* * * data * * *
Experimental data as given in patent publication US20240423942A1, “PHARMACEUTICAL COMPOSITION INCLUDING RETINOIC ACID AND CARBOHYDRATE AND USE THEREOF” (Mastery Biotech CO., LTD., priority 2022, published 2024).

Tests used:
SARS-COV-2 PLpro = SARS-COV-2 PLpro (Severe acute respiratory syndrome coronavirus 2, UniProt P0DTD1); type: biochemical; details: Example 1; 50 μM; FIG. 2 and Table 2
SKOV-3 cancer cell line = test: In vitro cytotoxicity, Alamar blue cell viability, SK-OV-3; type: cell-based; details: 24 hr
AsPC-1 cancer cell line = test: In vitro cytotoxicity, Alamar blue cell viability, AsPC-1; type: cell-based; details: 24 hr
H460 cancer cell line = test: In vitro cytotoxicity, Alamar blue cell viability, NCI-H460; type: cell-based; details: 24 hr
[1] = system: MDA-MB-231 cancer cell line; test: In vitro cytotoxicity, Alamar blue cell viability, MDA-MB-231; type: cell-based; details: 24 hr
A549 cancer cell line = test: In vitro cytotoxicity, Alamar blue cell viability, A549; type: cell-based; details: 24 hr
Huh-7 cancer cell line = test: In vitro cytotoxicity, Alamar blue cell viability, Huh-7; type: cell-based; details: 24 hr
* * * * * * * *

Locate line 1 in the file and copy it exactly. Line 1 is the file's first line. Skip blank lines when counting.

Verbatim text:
Experimental data as given in patent publication US20240423942A1, “PHARMACEUTICAL COMPOSITION INCLUDING RETINOIC ACID AND CARBOHYDRATE AND USE THEREOF” (Mastery Biotech CO., LTD., priority 2022, published 2024).